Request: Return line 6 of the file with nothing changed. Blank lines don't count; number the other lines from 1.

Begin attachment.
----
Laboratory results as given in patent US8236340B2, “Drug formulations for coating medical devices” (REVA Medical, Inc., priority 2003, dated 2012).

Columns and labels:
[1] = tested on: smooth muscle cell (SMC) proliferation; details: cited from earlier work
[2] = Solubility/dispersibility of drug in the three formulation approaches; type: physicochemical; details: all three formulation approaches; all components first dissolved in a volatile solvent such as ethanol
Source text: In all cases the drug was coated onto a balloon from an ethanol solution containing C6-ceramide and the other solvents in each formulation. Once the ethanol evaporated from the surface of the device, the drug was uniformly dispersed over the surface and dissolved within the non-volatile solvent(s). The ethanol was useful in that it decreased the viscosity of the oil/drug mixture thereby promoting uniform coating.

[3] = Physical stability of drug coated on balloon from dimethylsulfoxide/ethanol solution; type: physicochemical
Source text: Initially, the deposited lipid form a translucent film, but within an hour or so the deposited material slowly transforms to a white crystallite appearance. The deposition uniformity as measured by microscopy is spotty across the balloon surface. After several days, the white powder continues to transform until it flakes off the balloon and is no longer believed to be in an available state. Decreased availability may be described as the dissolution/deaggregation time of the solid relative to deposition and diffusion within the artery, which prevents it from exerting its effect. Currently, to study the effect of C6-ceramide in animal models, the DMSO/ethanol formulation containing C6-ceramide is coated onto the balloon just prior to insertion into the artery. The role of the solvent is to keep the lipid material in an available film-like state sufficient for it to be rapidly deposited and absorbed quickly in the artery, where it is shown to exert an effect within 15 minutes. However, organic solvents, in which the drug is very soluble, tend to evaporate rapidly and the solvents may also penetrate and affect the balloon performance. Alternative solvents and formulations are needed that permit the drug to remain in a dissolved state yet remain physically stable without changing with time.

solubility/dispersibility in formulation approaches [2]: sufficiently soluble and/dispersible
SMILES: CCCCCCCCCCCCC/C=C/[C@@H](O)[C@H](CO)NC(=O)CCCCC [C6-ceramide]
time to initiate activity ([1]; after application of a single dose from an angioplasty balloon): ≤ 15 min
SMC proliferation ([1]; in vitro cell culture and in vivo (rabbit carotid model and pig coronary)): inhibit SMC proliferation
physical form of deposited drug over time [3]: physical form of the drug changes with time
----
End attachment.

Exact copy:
[3] = Physical stability of drug coated on balloon from dimethylsulfoxide/ethanol solution; type: physicochemical